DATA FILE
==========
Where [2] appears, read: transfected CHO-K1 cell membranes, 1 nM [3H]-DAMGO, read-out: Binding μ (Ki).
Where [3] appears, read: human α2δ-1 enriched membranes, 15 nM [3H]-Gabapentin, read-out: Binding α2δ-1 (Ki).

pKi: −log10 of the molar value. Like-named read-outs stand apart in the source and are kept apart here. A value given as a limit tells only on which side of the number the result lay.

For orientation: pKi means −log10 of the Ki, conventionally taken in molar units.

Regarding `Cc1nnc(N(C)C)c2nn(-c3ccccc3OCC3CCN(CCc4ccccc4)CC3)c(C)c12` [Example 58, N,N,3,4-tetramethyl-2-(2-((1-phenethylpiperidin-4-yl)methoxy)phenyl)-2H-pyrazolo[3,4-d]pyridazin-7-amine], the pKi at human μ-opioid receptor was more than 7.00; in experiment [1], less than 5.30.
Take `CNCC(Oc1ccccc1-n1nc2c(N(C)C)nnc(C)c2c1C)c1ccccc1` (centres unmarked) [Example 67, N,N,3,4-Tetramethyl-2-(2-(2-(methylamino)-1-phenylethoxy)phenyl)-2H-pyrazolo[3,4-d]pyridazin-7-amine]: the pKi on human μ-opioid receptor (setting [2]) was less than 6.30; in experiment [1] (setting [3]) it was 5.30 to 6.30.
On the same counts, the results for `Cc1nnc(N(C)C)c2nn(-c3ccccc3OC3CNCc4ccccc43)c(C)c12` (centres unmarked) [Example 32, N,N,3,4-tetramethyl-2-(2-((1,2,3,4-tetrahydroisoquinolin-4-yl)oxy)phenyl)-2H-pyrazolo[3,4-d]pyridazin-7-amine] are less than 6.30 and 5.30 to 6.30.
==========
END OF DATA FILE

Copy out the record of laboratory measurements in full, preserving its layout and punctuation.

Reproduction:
Where [2] appears, read: transfected CHO-K1 cell membranes, 1 nM [3H]-DAMGO, read-out: Binding μ (Ki).
Where [3] appears, read: human α2δ-1 enriched membranes, 15 nM [3H]-Gabapentin, read-out: Binding α2δ-1 (Ki).

pKi: −log10 of the molar value. Like-named read-outs stand apart in the source and are kept apart here. A value given as a limit tells only on which side of the number the result lay.

For orientation: pKi means −log10 of the Ki, conventionally taken in molar units.

Regarding `Cc1nnc(N(C)C)c2nn(-c3ccccc3OCC3CCN(CCc4ccccc4)CC3)c(C)c12` [Example 58, N,N,3,4-tetramethyl-2-(2-((1-phenethylpiperidin-4-yl)methoxy)phenyl)-2H-pyrazolo[3,4-d]pyridazin-7-amine], the pKi at human μ-opioid receptor was more than 7.00; in experiment [1], less than 5.30.
Take `CNCC(Oc1ccccc1-n1nc2c(N(C)C)nnc(C)c2c1C)c1ccccc1` (centres unmarked) [Example 67, N,N,3,4-Tetramethyl-2-(2-(2-(methylamino)-1-phenylethoxy)phenyl)-2H-pyrazolo[3,4-d]pyridazin-7-amine]: the pKi on human μ-opioid receptor (setting [2]) was less than 6.30; in experiment [1] (setting [3]) it was 5.30 to 6.30.
On the same counts, the results for `Cc1nnc(N(C)C)c2nn(-c3ccccc3OC3CNCc4ccccc43)c(C)c12` (centres unmarked) [Example 32, N,N,3,4-tetramethyl-2-(2-((1,2,3,4-tetrahydroisoquinolin-4-yl)oxy)phenyl)-2H-pyrazolo[3,4-d]pyridazin-7-amine] are less than 6.30 and 5.30 to 6.30.